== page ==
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Old 08-12-2018, 04:52 PM   #1
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Smile Comic Thumbnail Rates

Hello artists,

I'm wondering what some of you might regard fair rates for creating comic thumbnails. Sometimes (as a writer), I want a glimmer of what a page might look like based on my script. I also want to get a feel for the pacing and experiment with layouts. A thumbnailed issue might help me identify what I may need to modify/fix, or provide me further inspiration at the very least.

Obviously, the level of thumbnail detail would affect the rates. So, here's some examples I googled to provide some context.

Example 1

Example 2

Example 3

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Old 08-12-2018, 09:51 PM   #2
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Sorry, but I think you are putting the cart in front of the horses here with your request.

The thumbnail stage is the intellectual inception of the graphic material, the comics page in this case, in rough state. The visualization. The graphic building of the page.
All the main graphic problems, panel distribution, composition, lettering placement, perspective, proportion, pacing and narrative are solved at this thumbnail state.
Over a given script, each artist will have his own visualization. And the thumbnail will be different. And the whole RESULT, effect and impact of the page will be different.
Such VISUALIZATION would be the result of each artist skills and of his own graphic narrative concept.
This is the most important step on the penciled page and CANNOT be charged less than the 75% of the final price for the penciled page. Conceptual Art.
Each scripted page would look like 100 thousand times different if drawn by 100 thousand different artists.
In brief, the thumbnail is a consequence of the written script and not otherwise.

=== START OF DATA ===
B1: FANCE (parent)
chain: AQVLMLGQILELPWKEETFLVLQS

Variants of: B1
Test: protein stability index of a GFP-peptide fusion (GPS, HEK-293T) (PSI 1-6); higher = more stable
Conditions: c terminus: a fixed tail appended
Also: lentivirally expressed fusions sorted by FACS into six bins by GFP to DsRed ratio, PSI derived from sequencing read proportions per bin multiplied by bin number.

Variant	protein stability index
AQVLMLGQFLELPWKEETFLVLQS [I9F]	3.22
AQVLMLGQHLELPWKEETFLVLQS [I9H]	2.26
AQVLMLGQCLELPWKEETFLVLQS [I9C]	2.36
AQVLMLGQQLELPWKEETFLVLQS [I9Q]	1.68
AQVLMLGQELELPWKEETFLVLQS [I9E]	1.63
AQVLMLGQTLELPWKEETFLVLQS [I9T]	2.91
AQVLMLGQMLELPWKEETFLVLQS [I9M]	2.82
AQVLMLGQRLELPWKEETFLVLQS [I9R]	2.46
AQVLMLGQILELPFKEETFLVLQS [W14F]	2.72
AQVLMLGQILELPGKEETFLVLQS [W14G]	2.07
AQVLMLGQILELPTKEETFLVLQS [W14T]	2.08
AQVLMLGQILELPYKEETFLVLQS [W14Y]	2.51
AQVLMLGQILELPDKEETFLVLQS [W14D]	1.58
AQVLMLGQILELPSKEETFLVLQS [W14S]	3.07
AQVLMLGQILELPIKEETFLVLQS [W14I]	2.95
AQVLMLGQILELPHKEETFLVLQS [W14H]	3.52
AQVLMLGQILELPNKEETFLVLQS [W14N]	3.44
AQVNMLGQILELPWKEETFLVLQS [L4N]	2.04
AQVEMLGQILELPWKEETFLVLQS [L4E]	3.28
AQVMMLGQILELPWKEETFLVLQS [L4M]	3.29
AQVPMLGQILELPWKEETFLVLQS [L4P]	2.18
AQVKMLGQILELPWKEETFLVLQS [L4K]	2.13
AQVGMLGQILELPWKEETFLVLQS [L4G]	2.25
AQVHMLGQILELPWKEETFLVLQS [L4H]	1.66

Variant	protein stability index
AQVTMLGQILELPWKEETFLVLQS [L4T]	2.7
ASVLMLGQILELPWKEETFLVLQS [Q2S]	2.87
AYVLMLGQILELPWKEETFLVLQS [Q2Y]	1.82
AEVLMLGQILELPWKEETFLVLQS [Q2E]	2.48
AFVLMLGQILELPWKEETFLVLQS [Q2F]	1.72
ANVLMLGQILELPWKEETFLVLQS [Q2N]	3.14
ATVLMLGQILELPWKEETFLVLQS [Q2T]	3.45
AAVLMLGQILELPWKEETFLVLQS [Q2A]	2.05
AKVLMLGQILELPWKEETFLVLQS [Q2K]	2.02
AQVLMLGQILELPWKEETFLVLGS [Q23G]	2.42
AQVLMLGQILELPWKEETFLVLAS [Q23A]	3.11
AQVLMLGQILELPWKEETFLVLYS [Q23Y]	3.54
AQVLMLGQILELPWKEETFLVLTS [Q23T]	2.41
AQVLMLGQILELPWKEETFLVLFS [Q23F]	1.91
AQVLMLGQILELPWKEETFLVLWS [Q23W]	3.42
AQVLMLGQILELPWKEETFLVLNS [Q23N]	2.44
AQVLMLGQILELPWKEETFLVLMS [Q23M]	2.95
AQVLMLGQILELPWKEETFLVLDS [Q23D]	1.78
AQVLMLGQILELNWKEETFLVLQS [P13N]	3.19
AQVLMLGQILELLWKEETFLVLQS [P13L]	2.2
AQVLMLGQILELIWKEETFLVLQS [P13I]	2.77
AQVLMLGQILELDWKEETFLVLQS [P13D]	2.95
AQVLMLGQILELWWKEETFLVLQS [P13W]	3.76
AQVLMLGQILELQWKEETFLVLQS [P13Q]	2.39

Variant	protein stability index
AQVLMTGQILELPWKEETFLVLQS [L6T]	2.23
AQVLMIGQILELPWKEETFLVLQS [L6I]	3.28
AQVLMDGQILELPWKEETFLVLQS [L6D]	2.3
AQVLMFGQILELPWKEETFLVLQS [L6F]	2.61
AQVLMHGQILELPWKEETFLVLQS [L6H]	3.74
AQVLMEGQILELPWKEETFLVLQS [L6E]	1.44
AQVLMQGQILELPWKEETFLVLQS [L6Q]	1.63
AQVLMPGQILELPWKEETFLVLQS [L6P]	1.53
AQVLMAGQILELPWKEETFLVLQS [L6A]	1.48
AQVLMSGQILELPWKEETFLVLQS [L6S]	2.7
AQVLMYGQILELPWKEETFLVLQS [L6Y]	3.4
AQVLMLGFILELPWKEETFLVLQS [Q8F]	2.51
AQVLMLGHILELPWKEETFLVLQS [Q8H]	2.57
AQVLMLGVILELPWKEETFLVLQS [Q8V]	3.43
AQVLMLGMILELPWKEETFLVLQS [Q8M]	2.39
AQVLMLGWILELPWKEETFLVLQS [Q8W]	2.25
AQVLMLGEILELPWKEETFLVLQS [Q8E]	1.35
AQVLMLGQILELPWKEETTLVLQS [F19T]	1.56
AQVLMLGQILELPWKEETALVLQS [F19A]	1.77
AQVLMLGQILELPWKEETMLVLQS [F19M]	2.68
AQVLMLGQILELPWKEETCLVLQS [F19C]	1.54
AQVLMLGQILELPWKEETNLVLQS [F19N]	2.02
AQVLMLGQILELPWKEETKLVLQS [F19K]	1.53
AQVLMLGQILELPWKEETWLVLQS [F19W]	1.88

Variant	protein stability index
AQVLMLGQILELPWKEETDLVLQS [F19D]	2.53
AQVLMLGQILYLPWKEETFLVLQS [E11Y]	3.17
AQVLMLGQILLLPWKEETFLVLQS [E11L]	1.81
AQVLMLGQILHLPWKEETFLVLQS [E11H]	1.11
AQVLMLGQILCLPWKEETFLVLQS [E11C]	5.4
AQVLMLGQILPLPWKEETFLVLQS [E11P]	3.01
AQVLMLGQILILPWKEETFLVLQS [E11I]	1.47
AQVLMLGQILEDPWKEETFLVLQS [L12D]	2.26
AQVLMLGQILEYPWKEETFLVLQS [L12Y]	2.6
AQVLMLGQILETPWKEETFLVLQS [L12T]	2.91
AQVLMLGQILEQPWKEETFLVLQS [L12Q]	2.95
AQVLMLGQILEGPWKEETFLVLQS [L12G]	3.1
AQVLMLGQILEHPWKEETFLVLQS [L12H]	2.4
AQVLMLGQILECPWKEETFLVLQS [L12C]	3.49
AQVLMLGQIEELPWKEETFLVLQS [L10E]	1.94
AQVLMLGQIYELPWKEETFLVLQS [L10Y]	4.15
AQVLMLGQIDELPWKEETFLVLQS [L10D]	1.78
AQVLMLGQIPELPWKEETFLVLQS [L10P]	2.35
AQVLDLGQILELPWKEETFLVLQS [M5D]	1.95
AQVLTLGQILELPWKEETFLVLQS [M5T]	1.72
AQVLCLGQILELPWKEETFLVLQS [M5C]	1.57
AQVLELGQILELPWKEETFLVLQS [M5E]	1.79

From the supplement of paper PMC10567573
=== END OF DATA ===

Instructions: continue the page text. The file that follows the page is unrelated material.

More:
From these 3 examples you are showing there, two can go straight to inking and be charged 100% as final pencils if inked by the same artist or by someone else.

The third example, these Sean Phillips thumbnails for 7 PSYCHOPATHS, may need some more drawing on top of it
and therefore these thumbnails can be charged as 75% of the final price for the penciled page, on Sean's Phillips page rates.
Also, as you can see, these thumbnail pages were made by Sean Phillips AFTER Ed Brubaker passed to him the final script, not BEFORE.
These thumbnails weren't made for help or for showing Brubaker how to make his script.

As comics writer you should be able to come up with your own visualization, your own PROSE or cinematic vision before to pass the script to any artist for drawing, on thumbnails or as final page. IMHO.
For what I see, what you need here is a co-writer or editor, not an artist.
Art style is an intentional restriction.
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Old Yesterday, 07:35 AM   #3
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This would basically amount to comics-style storyboarding so maybe research some kind of standard rate for storyboards..? I've actually done a bunch of this type of work but in my instance a tight turnaround time usually played a factor in the rate (paid per project not a page rate) so I was paid a little bit more than it would be under more casual circumstances.
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